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Lemon balm is a lemon-scented, aromatic perennial plant that is in the Lamiaceae (mint) family. Although recognized in Canada and the U.S. as a cultivated plant, lemon balm has naturalized in many area far from cultivated gardens. This plant grows in the wild in many countries world wide. Genus name comes from the Greek word melissa meaning a honeybee, also the name of a Cretan princess who first discovered how to obtain honey.
Distinguishing Features: This mint has serrated (somewhat) heart-shaped leaves and whorls of small white flowers. Lemon Balm is a fairly typical example of plants in the mint family. Its foliage usually has a mild lemon fragrance, otherwise this plant is rather similar to several other species in the mint family with small whitish flowers.
Flowers: Pale white labial flowers, which are approximately 1 cm in size, grow from the leaf axils in semi-verticils. Lemon balm flowers anywhere from June to September depending on geographic location.
Leaves: The opposed leaves, whose stalked stems vary in length, are broadly oval to heart-shaped and have an irregular crenate (rounded teeth) or serrate (small, sharp teeth) edge. The dark green upper surface of the leaf is sparsely haired and has very prominent veins.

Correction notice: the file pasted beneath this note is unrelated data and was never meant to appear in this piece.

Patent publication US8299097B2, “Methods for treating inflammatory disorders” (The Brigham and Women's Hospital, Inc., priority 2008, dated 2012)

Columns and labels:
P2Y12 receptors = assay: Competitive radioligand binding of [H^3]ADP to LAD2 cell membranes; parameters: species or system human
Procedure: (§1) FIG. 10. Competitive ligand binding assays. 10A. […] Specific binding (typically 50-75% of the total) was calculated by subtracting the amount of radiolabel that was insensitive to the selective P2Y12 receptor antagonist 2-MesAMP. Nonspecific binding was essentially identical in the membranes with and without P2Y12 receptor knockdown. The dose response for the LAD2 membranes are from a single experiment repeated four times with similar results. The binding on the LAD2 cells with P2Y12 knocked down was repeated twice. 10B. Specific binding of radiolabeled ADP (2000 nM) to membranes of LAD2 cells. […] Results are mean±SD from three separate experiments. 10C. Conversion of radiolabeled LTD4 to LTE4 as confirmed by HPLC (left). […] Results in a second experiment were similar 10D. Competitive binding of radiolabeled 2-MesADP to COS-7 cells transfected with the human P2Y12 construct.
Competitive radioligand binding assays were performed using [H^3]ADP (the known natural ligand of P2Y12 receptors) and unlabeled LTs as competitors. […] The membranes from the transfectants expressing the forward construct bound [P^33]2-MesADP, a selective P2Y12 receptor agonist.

Height: Lemon balm can grow up to 80 cm tall (30”). The stem is a shaped like a square (like all mints) and can branch.
Habitat: Native to the Mediterranean and various regions in Northern Africa, Western Asia, and Southern Europe, it is widely cultivated and has naturalized throughout the world in temperate areas. It can tolerate a variety of soils and although it can grow in shady locations, it much prefers sunny locations at elevations up to approximately 1000 metres.
Edible parts: Leaves are commonly used as a relaxing tea. They can be added into many dishes in which the lemon flavour can be enjoyed. Lemon balm has been added to many desserts including ice cream and custards. It is always to be used fresh when using for food (other than a tea).
Other name: Melissa balm.
Similar plants: Horehound.
EdibleWildFood.com is informational in nature. While we strive to be 100% accurate, it is solely up to the reader to ensure proper plant identification. Some wild plants are poisonous or can have serious adverse health effects.
We are not health professionals, medical doctors, nor are we nutritionists. It is up to the reader to verify nutritional information and health benefits with qualified professionals for all edible plants listed in this web site. Please click here for more information.